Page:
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  • Tamar Feldman, RDN CDE

Case Study: Crohn’s Disease and A Nutritional Intervention



Profile: Aviva* 21 years old


Aviva was a self-assured young woman who had been diagnosed with Crohn’s disease 6 months prior. At our initial consult, she was on a relatively benign anti-inflammatory medication used occasionally for mild Crohn’s cases. Her symptoms were still not fully controlled, and her main complaints were occasional abdominal discomfort and loose stools.


Aviva’s main concern was to reduce her current symptoms and prevent a flare-up of her condition, which would necessitate the usage of stronger medications. When she voiced the commonly verbalized desire to “get off all the medications,” I explained as I typically do at an initial visit that this goal may not be attainable for all individuals. We set an initial achievable goal of improved quality of life and reduced symptoms on her current regimen.



Session 1:


Lifestyle: High achiever, studying for a health profession


Mom verified that while Aviva overall managed her stress well, she definitely placed a lot of internal pressure on herself in the process of achieving her goals.

Stress can exacerbate most health conditions, including Crohn’s disease. In fact, I find that the majority of my GI clients are of either “type A” personality, prone to anxiety, or experiencing or have experienced severe or chronic stress due to extraneous circumstances. I discussed with Aviva the importance of learning and adopting healthy stress management and relaxation techniques.


Known Food Intolerances: Raw fruits and vegetables, dairy foods, greasy foods, spicy foods


Most individuals suffering from Crohn’s disease cannot tolerate the above foods well. Other commonly problematic foods for many individuals are nuts/seeds, alcohol, coffee, and high-fiber whole grains


Overall Rating of GI symptoms: 6 (on a scale of 1-10, 1 = perfect, 10 = awful)


Typical Diet:

  • Breakfast - Skipped or a bag of dry cereal

  • Snacks - White pretzels, crackers, applesauce

  • Lunch - Sushi, rice cakes with tuna or egg, salad with avocado (problematic in large quantities but seemed to be ok in a smaller portion)

  • Dinner - Chicken, turkey, fish with rice or potatoes; veggie soup or cooked veggie

Aviva appeared to be limiting her diet due to a fear of many foods and the desire to lead a functional life without exacerbating her Crohn’s.


Aviva, her mom, and I discussed what dietary restrictions she would be agreeable to trying. Aviva was quite nervous about any intense intervention such as SCD or the Crohn’s Disease Exclusion Diet and wanted to start on a milder dietary regimen with supplements and see if she could still achieve success. Because she had already identified dairy as a trigger, and there is limited data to support a dairy-free diet in IBD, we agreed upon a Mediterranean diet that excluded dairy.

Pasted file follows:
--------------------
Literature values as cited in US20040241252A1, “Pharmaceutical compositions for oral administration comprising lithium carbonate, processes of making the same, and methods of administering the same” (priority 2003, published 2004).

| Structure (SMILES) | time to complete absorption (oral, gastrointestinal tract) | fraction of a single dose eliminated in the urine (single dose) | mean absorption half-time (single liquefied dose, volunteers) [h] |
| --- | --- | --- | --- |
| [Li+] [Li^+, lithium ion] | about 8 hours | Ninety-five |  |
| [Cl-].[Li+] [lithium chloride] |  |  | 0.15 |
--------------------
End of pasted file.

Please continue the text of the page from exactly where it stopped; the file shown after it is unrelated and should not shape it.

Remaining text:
Recommendations:

  • The Mediterranean and dairy-free diet: I provided Aviva with a customized meal plan and some helpful recipes

  • Temporarily eliminate raw fruits and vegetables, choosing cooked forms such as soups, fruit soup, and applesauce; Blended smoothies are permitted

  • Supplements

    • Curcumin

    • Visbiome Probiotic

    • Citrucel Fiber, if prone to loose stools

    • Zinc Carnosine

  • Nutritional foods to incorporate into the diet

    • Sauerkraut 1-2 Tbsp /day

    • Bone broth 1 cup daily

    • Anti-inflammatory greens powder

Session 2

1 month later


Aviva had been following the diet religiously for one month. She had already seen an improvement in her symptoms, giving herself a 4 on the self-assessment scale. Labs showed low Vitamin D levels.


New Interventions:

  • Vitamin D 5000 IU/day – with follow-up monitoring, and decrease to 2000 IU/day once at baseline

  • Methylated B complex



Sessions 3-4:


Aviva reported progressive significant improvement, with session 3 spent mainly thinking up new food ideas. By session 4, she scaled her Crohn's symptoms at a 2, and she had cut her medication dosage in half with her physician’s supervision. She requested my approval to reintroduce salad and raw fruits, which I allowed in small quantities, increasing as tolerated. I requested that she re-test blood inflammatory markets and Vitamin D.


Session 5: 6 months later


Aviva was including most raw fruits and vegetables, maintaining a 2 on her Crohn’s self-assessment scale, and was happy with her diet. We were thrilled that her inflammatory markers were in the normal range! Vitamin D supplementation to maintain her sufficient levels was advised indefinitely.


Working with Aviva was a wonderful experience demonstrating to me the effectiveness of nutritional therapy combined with a positive attitude and a strong will. While not all Crohn’s cases are fortunate to see complete improvement, most can see some degree of positive change from an evidence-based dietary approach.


Note: Names have been changed to protect privacy*


To schedule a nutrition consult with a gut-health trained Registered Dietitian expert, click here: www.gitrak.com or email info@gitrak.com


Tamar Feldman, RDN CDE is a Registered Dietitian/Nutritionist and a Certified Diabetes Educator, specializing in nutritional therapy for gut health, autoimmune disease, and hormone balance. She serves as the lead dietitian for GI Trak virtual gut health center and is a wellspring magazine contributor.

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